Diabetes effects 12.2% of American adults, disproportionately effects low-income populations, and costs $245 billion annually. Eating behavior is an important risk factor for type-2 diabetes, and cooking skills can be a barrier to healthy eating. To date, cooking skills have been understudied and not well understood. Cooking skills, including the ability to navigate individual, family, and structural barriers to shop, budget, meal plan, and cook, may be particularly important for low-income individuals who have limited financial and physical access to healthy pre-prepared food. The Diabetes Prevention Program (DPP), a widely disseminated behavioral weight loss program, focuses on nutritional knowledge and prescribes new or restricted diets that are difficult to sustain, and require more or new cooking skills. However, the DPP curriculum does not include any cooking skill development. This K01 Mentored Research Scientist Development award will support the career development of Dr. Julia Wolfson, an Assistant Professor at the University of Michigan School of Public Health. Through this award, Dr. Wolfson will develop new skills in nutrition for diabetes prevention, Community Based Participatory Research (CBPR), analysis of video and photographic data to assess cooking skills and diet quality, and intervention design and evaluation. Training in these areas will support her career goal of becoming an independent researcher and expert in the role of cooking skills for improving diet quality and preventing diet-related diseases. The proposed research will employ CBPR principles (e.g. active community engagement and collaboration) to inform the design of a novel cooking skills intervention to supplement the DPP.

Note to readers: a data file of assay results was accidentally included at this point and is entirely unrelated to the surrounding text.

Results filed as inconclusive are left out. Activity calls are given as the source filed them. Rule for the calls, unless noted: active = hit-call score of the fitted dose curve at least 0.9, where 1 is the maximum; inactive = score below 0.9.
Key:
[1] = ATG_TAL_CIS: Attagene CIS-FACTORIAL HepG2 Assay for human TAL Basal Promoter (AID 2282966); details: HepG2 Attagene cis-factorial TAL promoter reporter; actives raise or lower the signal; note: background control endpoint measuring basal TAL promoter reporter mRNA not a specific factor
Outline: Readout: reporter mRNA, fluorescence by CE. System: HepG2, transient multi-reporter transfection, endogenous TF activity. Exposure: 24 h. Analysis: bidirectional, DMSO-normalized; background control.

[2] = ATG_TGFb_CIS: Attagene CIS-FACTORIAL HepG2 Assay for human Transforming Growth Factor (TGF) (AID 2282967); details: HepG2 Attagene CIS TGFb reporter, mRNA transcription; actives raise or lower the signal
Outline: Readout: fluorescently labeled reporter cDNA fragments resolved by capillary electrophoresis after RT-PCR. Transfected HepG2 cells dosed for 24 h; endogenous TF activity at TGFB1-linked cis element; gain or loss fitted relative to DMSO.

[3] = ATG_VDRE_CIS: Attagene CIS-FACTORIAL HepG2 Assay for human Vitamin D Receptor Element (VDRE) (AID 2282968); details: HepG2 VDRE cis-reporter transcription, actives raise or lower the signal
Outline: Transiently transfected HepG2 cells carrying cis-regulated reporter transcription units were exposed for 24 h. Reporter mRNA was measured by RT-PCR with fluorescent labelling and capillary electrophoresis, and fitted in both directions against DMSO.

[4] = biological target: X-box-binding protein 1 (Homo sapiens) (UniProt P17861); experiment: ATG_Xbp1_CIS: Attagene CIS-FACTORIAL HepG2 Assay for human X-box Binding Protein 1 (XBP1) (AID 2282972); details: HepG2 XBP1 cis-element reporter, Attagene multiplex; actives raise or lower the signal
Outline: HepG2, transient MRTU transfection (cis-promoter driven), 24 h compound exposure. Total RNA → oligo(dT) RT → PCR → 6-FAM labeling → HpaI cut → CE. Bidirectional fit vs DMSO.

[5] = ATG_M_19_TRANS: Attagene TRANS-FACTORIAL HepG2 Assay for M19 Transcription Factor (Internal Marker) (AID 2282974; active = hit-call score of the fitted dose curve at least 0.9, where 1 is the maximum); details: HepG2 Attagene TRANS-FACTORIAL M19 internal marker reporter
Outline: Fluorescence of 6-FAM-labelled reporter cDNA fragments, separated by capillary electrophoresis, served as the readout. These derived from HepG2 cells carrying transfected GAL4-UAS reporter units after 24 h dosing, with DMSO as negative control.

In Aim 1 we will conduct in-depth study of the cooking practices of 20 low-income adults eligible for the DPP (via in depth interviews, videos of participants cooking meals, and surveys), to understand facilitators and barriers to cooking at home, and baseline cooking skills and knowledge among low-income adults at risk for developing type-2 diabetes. These findings will inform the development of DPP Cooks, a new cooking skills intervention to supplement the DPP, which we will co-develop in Aim 2 using a CBPR approach with our community partner, the National Kidney Foundation of Michigan.
In Aim 3 we will conduct a randomized pilot trial to test the feasibility, acceptability and preliminary effectiveness of the DPP Cooks intervention compared to standard DPP with 48 low-income adults with pre-diabetes. The primary outcome of the trial is weight loss. Secondary outcomes include HbA1c, waist circumference, dietary intake and diet quality (as measured by the Remote Food Photography Method), cooking confidence, attitudes and behaviors (assessed through surveys), and the feasibility and acceptability of the intervention (assessed through focus groups). This study will generate potential modifications to the DPP curriculum and will provide pilot data for an R01 application to NIDDK for a fully powered RCT/implementation study of DPP Cooks.
Incorporating targeted cooking skills interventions into behavioral weight loss programs to prevent type-2 diabetes, a growing public health problem that disproportionately impacts low-income populations, may be important to facilitate sustained dietary change, weight loss, and reduce risk of developing diabetes. The goal of this proposal is to create, and pilot test in a randomized pilot trial, a new cooking skills intervention to supplement the existing Diabetes Prevention Program while supporting the career development of a new investigator who aspires to a research career focused on preventing diet related diseases. Findings from this study will examine the importance of cooking skills for improving dietary intake, weight loss, and diabetes indicators, and will evaluate potentially important modifications to the DPP.